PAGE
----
Cancer survivor dating websites
With that being said, let’s discuss why cancer survivors should be open to dating using my own foray into the dating world as an example.
I can’t lie, when I was first diagnosed I was in a committed and secure relationship with my then boyfriend and future husband, who was my rock, my strength and my self-esteem.
This new passion of mine, and the fact that me not having an actual right abdominal wall, made my pre-cancer dream of having more children, disappear which was the final nail in the coffin of my marriage. Feel complete and utter despair, hopelessness and loneliness? The more I thought about it, the more I convinced myself that I love me and my stitched together body.
(I was blessed to have one young but that’s a whole other future blog.) So what do you do when you find yourself single again after having survived stage IV colon cancer? This body of mine was a testament to everything I have been through and survived.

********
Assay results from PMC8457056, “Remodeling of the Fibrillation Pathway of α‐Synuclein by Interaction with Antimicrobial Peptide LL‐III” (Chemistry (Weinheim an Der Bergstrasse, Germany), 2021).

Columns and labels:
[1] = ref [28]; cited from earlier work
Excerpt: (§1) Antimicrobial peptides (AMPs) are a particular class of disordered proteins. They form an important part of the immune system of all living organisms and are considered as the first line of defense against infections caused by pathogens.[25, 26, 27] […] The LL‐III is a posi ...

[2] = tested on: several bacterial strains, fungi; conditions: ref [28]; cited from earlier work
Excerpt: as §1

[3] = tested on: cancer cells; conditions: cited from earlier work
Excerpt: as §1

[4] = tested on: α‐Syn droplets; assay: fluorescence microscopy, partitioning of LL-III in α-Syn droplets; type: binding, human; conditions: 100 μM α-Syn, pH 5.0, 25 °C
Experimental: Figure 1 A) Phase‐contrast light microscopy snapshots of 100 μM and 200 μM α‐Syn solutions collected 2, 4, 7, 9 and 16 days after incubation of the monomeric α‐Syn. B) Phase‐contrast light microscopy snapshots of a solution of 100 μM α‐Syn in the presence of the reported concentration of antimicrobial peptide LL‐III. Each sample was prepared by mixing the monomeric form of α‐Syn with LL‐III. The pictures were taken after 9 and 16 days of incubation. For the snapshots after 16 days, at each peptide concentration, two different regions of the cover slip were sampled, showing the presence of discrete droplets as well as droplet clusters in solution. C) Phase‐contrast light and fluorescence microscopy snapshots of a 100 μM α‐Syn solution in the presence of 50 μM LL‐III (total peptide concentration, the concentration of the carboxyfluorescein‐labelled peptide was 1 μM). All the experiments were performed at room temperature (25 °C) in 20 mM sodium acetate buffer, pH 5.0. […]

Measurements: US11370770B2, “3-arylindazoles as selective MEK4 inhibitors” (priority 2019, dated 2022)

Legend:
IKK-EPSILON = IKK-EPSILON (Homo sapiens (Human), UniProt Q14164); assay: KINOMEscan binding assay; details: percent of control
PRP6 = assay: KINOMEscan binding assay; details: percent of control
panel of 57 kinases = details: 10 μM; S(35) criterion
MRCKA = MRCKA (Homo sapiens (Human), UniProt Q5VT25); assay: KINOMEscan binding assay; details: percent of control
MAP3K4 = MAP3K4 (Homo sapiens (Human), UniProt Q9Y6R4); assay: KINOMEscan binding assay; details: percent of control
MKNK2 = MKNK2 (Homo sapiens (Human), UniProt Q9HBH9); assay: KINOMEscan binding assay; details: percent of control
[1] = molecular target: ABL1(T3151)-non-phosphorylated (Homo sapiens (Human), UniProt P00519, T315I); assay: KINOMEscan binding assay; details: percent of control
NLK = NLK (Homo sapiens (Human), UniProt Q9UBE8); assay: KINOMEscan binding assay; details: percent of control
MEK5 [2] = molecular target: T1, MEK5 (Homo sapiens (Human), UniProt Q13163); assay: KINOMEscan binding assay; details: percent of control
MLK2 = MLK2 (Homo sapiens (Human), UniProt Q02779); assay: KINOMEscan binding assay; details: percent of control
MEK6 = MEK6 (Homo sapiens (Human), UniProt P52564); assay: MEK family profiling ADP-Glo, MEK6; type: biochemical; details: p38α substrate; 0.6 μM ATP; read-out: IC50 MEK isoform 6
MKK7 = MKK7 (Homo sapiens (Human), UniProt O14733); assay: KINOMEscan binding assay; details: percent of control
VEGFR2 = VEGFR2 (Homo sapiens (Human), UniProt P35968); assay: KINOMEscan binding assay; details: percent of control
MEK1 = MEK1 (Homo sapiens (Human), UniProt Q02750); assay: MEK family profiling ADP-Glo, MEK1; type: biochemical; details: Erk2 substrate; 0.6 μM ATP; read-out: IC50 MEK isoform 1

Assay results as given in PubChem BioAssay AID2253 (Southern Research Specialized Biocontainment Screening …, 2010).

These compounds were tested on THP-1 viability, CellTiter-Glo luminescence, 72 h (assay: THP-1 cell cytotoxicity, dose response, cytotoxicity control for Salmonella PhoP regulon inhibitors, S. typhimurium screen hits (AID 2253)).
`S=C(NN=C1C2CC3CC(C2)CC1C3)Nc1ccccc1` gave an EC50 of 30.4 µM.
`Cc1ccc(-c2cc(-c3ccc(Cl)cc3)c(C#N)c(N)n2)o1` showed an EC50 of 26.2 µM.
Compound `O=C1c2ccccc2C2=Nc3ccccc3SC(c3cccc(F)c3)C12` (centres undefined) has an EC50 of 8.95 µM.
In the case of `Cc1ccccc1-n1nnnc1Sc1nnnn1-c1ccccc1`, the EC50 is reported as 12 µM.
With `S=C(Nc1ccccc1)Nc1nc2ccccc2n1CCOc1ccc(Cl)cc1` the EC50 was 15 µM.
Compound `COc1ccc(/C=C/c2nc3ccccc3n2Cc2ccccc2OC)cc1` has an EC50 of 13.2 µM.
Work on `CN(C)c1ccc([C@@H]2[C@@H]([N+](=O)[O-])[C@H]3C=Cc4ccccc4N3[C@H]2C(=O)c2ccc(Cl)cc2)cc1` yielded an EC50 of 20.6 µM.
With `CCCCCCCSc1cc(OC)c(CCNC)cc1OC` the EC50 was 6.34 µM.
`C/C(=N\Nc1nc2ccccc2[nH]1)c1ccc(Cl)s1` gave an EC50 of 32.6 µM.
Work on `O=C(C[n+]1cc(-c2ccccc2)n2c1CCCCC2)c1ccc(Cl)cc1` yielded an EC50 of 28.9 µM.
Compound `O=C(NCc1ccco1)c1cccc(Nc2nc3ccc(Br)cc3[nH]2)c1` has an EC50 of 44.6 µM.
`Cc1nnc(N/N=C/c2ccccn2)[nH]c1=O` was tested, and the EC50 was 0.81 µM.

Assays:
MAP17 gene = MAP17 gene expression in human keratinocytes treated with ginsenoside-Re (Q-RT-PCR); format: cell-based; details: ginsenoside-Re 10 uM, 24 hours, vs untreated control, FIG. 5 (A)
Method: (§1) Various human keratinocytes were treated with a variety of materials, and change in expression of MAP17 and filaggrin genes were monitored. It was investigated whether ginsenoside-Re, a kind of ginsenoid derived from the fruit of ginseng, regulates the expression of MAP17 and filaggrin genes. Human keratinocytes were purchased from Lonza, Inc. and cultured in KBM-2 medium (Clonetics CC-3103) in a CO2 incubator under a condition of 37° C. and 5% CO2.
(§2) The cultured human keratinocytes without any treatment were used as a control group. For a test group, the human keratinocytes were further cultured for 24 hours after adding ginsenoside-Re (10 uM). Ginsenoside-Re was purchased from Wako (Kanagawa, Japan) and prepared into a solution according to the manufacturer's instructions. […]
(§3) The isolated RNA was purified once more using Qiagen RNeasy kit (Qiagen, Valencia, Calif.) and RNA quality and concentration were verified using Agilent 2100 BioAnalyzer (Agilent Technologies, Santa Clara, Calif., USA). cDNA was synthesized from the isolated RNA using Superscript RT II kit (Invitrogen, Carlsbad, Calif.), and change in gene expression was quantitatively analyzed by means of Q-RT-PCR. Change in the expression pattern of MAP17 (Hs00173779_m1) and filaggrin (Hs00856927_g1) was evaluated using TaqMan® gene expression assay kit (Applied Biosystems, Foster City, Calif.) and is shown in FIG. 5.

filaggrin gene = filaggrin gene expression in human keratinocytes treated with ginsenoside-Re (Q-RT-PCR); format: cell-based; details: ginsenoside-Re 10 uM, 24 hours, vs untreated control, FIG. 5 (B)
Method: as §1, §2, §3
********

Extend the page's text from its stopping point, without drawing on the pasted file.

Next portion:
After my cancer journey was over, I waited three years to get back in the game, because I was taking Tamoxifen and it had several side effects that wouldn’t work well with dating.
A woman would think I was insane, an idiot, or an insane idiot. In September I decided to get off Tamoxifen, so I could finally reclaim my life.
All those years of on and off chemo cocktails, countless procedures and surgeries, 10 to be exact, have left my body majorly battled scarred and crooked, but it was okay because I was married and would never have to worry about dating again, or so I thought.
For me the change was profound, I no longer cared about the same things I did when I married my husband, my life was all about giving back to cancer and being the voice for the young adult colon cancer survivors, who were pretty much ignored back then. This thought literally changed my whole outlook on dating.No not all dates are going to go well, I have had some doozies, but it’s worth it when you find yourself on an amazing date that leads to your very own romantic adventure!Vanessa is a passionate stage IV survivor and longtime volunteer and buddy for Colon Cancer Alliance. But that doesn’t work well, because my dates always ask what I do for a living. Women on these sites are more interested in the foundation that I created, than in me. I mean if it looks weird to me, it must look really weird to a woman looking at me. I can get a 3-D tattoo of a nipple, but that would still look weird. This content is not intended to be a substitute for professional medical advice, diagnosis, or treatment.